Here is a 1-hour quiz that I recently gave my patent law students on some of the basics of 101; 102; 103; and 112. Questions:
1. An employee at Freya’s small start-up company has come up with a new smartphone-app that helps cat-lovers meet. Essentially, the app causes the phone to “meow” when another user is nearby; “purr” when a good match is nearby; and “hiss” when an identified cat-hater or non-compatible is nearby. In her patent application, Freya claims:
A mobile device having a memory and a processor and operating as part of a social network, wherein the memory includes a stored program configured to:
cause the mobile device to emit a first sound based upon the proximity of a mobile device associated with a member of the social network;
cause the mobile device to emit a second sound based upon the proximity of a mobile device associated with a member of the social network who has been identified as a match; and
cause the mobile device to emit a third sound based upon the proximity of a mobile device associated with a member of the social network who has been identified as a bad match.
Is Freya’s claim subject-matter-eligible under 35 U.S.C. § 101? (120 words).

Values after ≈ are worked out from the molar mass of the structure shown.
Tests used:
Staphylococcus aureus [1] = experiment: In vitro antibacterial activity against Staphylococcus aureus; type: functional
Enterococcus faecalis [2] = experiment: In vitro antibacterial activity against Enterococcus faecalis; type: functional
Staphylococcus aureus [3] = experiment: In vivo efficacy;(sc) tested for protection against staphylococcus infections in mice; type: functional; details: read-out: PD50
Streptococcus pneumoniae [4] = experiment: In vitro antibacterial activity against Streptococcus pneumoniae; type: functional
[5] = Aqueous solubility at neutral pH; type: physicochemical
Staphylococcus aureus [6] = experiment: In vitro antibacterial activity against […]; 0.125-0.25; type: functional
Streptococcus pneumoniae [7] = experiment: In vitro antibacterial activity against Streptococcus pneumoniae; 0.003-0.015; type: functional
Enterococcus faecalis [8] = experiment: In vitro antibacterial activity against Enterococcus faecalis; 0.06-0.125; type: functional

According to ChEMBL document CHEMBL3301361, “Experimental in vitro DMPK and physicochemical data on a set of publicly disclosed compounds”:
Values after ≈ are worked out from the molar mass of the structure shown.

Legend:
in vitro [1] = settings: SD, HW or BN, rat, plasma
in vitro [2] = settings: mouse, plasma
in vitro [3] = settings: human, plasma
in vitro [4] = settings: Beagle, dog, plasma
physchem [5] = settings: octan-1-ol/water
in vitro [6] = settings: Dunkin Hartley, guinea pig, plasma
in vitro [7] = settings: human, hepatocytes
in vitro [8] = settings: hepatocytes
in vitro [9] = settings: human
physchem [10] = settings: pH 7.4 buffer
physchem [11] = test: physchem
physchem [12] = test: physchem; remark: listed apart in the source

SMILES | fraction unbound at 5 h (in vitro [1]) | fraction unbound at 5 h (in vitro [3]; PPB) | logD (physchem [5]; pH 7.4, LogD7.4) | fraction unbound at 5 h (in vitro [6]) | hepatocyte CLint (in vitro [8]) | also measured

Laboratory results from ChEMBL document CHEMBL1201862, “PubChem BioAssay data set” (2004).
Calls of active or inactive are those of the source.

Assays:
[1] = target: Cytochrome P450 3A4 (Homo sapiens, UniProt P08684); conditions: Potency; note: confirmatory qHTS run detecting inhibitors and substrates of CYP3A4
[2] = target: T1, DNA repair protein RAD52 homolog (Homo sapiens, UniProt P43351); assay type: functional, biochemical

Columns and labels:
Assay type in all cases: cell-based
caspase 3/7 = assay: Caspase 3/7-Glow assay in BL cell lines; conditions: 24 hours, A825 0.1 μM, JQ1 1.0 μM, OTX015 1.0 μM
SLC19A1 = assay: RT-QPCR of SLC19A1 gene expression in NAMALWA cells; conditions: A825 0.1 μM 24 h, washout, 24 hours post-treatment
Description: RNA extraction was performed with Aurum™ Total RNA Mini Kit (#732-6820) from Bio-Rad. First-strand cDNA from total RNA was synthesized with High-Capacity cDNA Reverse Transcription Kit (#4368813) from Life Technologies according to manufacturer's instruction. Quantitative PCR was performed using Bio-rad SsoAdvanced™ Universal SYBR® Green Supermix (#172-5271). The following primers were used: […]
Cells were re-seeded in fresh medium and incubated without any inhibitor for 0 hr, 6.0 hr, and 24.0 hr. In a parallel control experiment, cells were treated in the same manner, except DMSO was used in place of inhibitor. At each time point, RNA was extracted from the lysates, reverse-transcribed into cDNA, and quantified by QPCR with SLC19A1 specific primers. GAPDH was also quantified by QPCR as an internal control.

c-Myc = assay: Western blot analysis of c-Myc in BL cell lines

2. Regarding back to Freya’s claim above. Provide a concise argument that the yet-unpatented claim fails for lack of definiteness. (60 words).
3. Sometime during the past decade, Thor invented a new metal alloy known as Midguardium that is extremely hard and exhibits boomerang-like properties when thrown. Thor would like to patent a hammer made from the alloy but keep the actual process of making the alloy a trade-secret. May he do this? (50 words).
4. Following your advice above, Thor does fully disclose the process of making the alloy in his patent application (claiming “A hammer comprising a hammer-head made of Midguardium and a handle”). After Thor created his hammer (but before he filed his patent application), Loki independently invents Midguardium and forms it into scepter that he uses publicly in New York City. Loki does not, however, file for patent protection.
Concisely explain how the dates of invention, public use date, and Thor’s filing date may impact whether Loki’s disclosure counts as prior art against Thor’s patent application (250 words).
5. Assuming that Loki’s public-use counts as prior art against Thor’s patent application, can you make an argument that the scepter anticipates the aforementioned hammer claim? (60 words).
6. Still assuming that Loki’s public-use counts as prior art against Thor’s patent application, what can Thor do/argue in order in order to overcome the USPTO’s initial conclusion that the patent claim is obviousness based upon Loki’s use? (describe up to three approaches/arguments). (100 words).
Note: You are allowed to use a statutory reference (both pre and post AIA) and look-up relevant case law.